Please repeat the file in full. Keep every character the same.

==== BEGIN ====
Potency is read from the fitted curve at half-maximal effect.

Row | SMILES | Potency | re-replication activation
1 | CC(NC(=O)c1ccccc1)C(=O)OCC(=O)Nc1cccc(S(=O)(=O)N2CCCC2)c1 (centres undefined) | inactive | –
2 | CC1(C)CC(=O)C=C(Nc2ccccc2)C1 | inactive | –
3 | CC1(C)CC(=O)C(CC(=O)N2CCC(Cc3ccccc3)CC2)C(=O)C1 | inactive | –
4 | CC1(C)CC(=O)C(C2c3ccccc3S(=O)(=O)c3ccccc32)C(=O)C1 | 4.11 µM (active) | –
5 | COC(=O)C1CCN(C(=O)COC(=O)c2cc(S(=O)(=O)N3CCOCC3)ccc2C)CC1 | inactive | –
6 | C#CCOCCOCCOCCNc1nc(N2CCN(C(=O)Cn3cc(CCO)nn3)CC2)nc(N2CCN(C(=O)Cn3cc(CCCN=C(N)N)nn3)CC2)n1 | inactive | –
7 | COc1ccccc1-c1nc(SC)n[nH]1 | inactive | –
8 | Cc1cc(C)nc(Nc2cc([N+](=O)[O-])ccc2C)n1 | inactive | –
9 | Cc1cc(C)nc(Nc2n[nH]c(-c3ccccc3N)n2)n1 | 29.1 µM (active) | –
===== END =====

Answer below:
Potency is read from the fitted curve at half-maximal effect.

Row | SMILES | Potency | re-replication activation
1 | CC(NC(=O)c1ccccc1)C(=O)OCC(=O)Nc1cccc(S(=O)(=O)N2CCCC2)c1 (centres undefined) | inactive | –
2 | CC1(C)CC(=O)C=C(Nc2ccccc2)C1 | inactive | –
3 | CC1(C)CC(=O)C(CC(=O)N2CCC(Cc3ccccc3)CC2)C(=O)C1 | inactive | –
4 | CC1(C)CC(=O)C(C2c3ccccc3S(=O)(=O)c3ccccc32)C(=O)C1 | 4.11 µM (active) | –
5 | COC(=O)C1CCN(C(=O)COC(=O)c2cc(S(=O)(=O)N3CCOCC3)ccc2C)CC1 | inactive | –
6 | C#CCOCCOCCOCCNc1nc(N2CCN(C(=O)Cn3cc(CCO)nn3)CC2)nc(N2CCN(C(=O)Cn3cc(CCCN=C(N)N)nn3)CC2)n1 | inactive | –
7 | COc1ccccc1-c1nc(SC)n[nH]1 | inactive | –
8 | Cc1cc(C)nc(Nc2cc([N+](=O)[O-])ccc2C)n1 | inactive | –
9 | Cc1cc(C)nc(Nc2n[nH]c(-c3ccccc3N)n2)n1 | 29.1 µM (active) | –